comment by Quinn (quinn-dougherty) ·
2021-05-19T11:59:24.792Z · LW(p) · GW(p)
Getting the easy things right shows respect for your readers and is the best training for dealing with the hard things.
If they don't believe the evidence, they'll reject the reasons and, with them, your claim.
We saw previously [LW(p) · GW(p)] that claims ought to be supported with reasons, and reasons ought to be based on evidence. Now we will look closer at reasons and evidence.
Reasons must be in a clear, logical order. Atomically, readers need to buy each of your reasons, but compositionally they need to buy your logic. Storyboarding is a useful technique for arranging reasons into a logical order: physical arrangements of index cards, or some DAG-like syntax. Here, you can list evidence you have for each reason or, if you're speculating, list the kind of evidence you would need.
When storyboarding, you want to read out the top level reasons as a composite entity without looking at the details (evidence), because you want to make sure the high-level logic makes sense.
Readers will not accept a reason until they see it anchored in what they consider to be a bedrock of established fact. ... To count as evidence, a statement must report something that readers agree not to question, at least for the purposes of the argument. But if they do question it, what you think is hard factual evidence is for them only a reason, and you have not yet reached that bedrock of evidence on which your argument must rest.
I think there is a contract between you and the reader. You must agree to cite sources that are plausibly truthful, and your reader must agree to accept that these sources are reliable. A diligent and well-meaning reader can always second-guess whether, for instance, the beureau of subject matter statistics is collecting and reporting data correctly, but at a certain point this violates the social contract. If they're genuinely curious or concerned, it may fall on them to investigate the source, not on you. The bar you need to meet is that your sources are plausibly trustworthy. The book doesn't talk much about this contract, so there's little I can say about what "plausible" means.
Sometimes you have to be extra careful to distinguish reasons from evidence, a
(<claim>, <reason>, <evidence>) tuple is subject to regress in the latter two components,
(A, B, C) may need to be justified by
(B, C, D) and so on. The example given of this regress is if I told you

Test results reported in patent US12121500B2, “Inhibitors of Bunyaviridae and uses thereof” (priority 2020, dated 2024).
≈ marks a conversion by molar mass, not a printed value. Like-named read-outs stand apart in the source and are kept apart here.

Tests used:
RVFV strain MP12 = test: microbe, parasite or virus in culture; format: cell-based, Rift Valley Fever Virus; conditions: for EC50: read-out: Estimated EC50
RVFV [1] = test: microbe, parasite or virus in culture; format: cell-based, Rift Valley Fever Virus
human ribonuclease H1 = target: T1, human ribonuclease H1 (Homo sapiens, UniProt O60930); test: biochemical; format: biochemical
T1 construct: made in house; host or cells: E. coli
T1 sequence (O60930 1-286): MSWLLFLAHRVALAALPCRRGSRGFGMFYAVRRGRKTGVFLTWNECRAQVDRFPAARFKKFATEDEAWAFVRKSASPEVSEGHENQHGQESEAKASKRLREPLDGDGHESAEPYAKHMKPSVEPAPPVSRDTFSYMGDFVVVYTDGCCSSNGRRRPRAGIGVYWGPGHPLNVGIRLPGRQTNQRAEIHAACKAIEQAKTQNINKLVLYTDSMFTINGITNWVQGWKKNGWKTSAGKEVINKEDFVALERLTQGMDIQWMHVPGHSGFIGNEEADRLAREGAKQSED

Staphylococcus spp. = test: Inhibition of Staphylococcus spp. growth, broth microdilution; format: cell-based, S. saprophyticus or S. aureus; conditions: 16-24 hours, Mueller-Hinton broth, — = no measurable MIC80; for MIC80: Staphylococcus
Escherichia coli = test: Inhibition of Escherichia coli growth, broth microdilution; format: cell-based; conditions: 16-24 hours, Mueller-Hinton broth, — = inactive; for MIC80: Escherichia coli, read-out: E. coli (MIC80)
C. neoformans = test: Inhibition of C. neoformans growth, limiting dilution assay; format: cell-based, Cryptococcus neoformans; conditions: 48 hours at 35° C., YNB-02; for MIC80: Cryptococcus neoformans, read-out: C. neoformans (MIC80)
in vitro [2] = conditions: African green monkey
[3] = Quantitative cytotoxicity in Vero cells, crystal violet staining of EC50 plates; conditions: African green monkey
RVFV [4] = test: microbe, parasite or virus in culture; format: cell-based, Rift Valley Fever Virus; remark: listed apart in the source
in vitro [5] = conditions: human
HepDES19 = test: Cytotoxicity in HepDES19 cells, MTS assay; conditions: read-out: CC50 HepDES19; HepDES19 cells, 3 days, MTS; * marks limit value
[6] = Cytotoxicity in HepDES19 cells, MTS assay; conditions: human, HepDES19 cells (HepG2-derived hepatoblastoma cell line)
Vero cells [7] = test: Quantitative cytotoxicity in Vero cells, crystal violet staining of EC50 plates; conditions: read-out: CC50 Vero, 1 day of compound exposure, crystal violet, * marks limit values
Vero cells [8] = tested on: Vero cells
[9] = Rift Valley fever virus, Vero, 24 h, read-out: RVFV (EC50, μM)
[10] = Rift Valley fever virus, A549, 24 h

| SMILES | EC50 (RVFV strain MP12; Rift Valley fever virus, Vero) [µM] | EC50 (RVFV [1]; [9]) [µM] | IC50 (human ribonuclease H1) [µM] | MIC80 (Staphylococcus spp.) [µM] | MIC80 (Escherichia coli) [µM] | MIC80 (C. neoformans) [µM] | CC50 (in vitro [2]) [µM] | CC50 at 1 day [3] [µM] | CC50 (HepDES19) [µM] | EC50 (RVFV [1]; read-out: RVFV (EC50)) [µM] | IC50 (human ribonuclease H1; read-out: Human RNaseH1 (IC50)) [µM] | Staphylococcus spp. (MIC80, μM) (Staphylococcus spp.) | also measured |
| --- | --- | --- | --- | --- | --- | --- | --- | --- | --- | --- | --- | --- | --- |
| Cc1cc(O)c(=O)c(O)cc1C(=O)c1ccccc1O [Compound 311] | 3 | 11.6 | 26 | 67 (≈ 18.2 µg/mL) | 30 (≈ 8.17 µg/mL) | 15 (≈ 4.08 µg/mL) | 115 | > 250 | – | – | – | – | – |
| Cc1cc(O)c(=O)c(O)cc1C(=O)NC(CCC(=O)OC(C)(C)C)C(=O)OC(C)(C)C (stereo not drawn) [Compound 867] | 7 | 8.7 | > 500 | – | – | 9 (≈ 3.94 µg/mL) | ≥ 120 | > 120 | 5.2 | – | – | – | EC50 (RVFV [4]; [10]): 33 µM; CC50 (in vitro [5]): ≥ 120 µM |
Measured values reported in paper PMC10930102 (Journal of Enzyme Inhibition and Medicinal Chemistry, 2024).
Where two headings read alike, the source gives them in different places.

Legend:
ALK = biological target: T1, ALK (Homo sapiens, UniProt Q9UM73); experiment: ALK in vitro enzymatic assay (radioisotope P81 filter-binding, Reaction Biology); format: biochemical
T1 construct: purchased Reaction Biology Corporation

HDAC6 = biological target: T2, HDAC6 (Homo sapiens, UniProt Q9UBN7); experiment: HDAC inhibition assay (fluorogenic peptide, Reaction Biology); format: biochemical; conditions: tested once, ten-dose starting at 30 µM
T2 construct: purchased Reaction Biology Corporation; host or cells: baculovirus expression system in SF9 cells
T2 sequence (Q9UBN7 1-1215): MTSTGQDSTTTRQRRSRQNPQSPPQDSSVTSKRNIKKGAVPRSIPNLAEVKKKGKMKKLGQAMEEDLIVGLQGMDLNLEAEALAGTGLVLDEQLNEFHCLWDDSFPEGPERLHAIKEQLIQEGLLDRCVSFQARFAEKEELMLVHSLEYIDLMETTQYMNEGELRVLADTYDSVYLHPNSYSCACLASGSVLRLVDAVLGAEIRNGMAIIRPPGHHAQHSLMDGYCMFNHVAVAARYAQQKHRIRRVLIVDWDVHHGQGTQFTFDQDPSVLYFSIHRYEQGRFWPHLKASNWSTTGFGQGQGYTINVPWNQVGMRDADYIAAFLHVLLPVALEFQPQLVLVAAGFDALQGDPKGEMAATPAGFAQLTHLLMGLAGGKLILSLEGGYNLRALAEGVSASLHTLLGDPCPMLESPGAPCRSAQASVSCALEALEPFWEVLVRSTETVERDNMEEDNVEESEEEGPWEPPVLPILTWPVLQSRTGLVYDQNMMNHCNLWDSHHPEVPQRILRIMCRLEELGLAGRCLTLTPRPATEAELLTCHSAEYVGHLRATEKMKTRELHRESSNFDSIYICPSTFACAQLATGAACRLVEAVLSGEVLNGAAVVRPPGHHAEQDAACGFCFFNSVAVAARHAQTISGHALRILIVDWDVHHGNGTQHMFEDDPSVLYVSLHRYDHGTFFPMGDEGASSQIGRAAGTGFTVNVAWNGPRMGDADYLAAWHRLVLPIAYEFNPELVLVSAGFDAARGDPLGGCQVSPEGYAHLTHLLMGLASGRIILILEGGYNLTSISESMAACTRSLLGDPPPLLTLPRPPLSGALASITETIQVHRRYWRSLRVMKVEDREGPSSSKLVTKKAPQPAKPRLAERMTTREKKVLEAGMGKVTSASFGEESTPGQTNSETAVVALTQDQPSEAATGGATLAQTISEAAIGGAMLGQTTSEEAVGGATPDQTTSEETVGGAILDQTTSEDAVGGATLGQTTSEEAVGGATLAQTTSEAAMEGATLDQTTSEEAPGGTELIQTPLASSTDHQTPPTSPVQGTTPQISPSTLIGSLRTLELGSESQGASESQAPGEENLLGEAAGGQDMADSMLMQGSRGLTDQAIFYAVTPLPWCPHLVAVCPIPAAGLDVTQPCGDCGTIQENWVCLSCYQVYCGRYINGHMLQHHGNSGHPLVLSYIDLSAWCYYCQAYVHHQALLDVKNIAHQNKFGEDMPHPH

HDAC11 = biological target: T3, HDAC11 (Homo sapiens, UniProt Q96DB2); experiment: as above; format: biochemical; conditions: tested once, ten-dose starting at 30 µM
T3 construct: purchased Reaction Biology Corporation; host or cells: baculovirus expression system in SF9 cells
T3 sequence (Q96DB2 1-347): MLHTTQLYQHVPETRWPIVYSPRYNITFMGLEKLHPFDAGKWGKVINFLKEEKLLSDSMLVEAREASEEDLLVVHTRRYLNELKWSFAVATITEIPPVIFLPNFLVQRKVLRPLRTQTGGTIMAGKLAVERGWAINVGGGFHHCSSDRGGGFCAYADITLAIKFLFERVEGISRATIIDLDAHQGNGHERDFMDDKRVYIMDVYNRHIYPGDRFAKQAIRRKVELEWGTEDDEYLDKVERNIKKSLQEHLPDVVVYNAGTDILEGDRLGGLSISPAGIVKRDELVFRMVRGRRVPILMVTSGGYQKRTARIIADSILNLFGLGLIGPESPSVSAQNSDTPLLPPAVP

(american higher education must curb escalating tuition costs, because the price of college is becoming an impediment to the american dream, today a majority of students leave college with a crushing debt burden). In the context of this sentence, "a majority of students..." is evidence, but it would be reasonable to ask for more specifics. In principle, any time information is compressed it may be reasonable to ask for more specifics. A new tuple might look like
(the price of college is becoming an impediment to the american dream, because today a majority of students leave college with a crushing debt burden, in 2013 nearly 70% of students borrowed money for college with loans averaging $30000...). The third component is still compressing information, but it's not in the contract between you and the reader for the reader to demand the raw spreadsheet, so this second tuple might be a reasonable stopping point of the regress.
If you can imagine readers plausibly asking, not once but many times, how do you know that? What facts make it true?, you have not yet reached what readers want - a bedrock of uncontested evidence.
Sometimes you have to be careful to distinguish evidence from reports of it. Again, because we are necessarily dealing with compressed information, we can't often point directly to evidence. Even a spreadsheet, rather than summary statistics of it, is a compression of the phenomena in base reality that it tracks.
data you take from a source have invariably been shaped by that source, not to misrepresent them, but to put them in a form that serves that source's ends. ... when you in turn report those data as your own evidence, you cannot avoid manipulating them once again, at least by putting them in a new context.
There is a criteria you want to screen your evidence with respect to.
Being honest about the reliability and prospective accuracy of evidence is always a positive signal. Evidence can be either too precise or not precise enough. The women in one or two of Shakespeare's plays do not represent all his women, they are not representative. Figure out what sorts of authority signals are considered credible in your community, and seek to emulate them.